McLaren opted not to make a precautionary change of Lewis Hamilton's faulty gearbox before the Japanese Grand Prix because the outfit wanted to give him a fresh unit for the final three races.
Hamilton's chances of fighting for victory at Suzuka have been compromised by the five-place penalty he was given for needing a new gearbox prior to qualifying.
And although the issue could have been avoided had McLaren opted for a free change of Hamilton's gearbox prior to the weekend, the team said it did not want to do that because that would have meant stretching the unit until the final race of the campaign.
Gearbox reliability will be especially tested at the season finale in Abu Dhabi, with the characteristics of the Yas Marina circuit especially tough on the units.
"We could have changed it but we wanted a fresh gearbox for the last three races," McLaren team principal Martin Whitmarsh told AUTOSPORT.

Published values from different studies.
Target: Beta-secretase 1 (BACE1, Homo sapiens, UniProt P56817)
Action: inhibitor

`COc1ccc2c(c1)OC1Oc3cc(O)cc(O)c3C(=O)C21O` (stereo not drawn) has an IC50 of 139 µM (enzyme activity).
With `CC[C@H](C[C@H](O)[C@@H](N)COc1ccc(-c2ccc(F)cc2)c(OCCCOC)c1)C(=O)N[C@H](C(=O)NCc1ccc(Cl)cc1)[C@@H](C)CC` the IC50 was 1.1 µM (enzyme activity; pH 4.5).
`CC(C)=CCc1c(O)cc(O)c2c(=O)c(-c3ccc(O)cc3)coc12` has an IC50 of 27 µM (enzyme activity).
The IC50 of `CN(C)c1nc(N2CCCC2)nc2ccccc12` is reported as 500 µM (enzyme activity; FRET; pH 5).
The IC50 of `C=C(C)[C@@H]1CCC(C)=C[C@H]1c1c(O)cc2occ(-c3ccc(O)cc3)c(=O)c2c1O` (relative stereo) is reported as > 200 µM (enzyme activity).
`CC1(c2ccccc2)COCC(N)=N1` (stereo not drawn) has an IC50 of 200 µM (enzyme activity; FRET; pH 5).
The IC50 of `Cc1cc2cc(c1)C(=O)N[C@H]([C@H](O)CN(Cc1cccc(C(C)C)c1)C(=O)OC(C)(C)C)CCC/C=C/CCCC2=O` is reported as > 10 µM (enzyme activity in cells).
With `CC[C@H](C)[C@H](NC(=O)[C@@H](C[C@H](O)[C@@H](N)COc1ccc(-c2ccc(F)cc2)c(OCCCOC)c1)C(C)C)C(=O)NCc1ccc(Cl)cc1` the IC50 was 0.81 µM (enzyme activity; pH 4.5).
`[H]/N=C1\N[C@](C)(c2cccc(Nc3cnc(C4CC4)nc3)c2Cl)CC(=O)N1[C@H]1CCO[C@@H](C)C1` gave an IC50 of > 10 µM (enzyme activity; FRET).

"Hindsight is a wonderful thing. If you know you're going to fall off, you don't leave the garage, but you don't know those things until you have got the data.
"The gearbox, it went through the tests, it looked fine, but these things, like all parts of the power train of an F1 car, are very delicate indeed. And if they go outside their normal operation it is easy to damage them. The shame is we didn't pick it up until we had fitted it and run it in P3."
Whitmarsh said that the gearbox problem was a legacy of the collision Hamilton suffered with Mark Webber at the Singapore Grand Prix.
"There was an over-rotation of the differential and no outward signs of it," he said. "Clearly it damaged the diff which is in a sealed box, but yesterday after the end of P3 we could see that there was a big pressure rise which was probably a blocked filter, and indeed it turned out to be.
"Once you have a blocked filter you have to go in hunt of the source of that, which turned out to be a differential."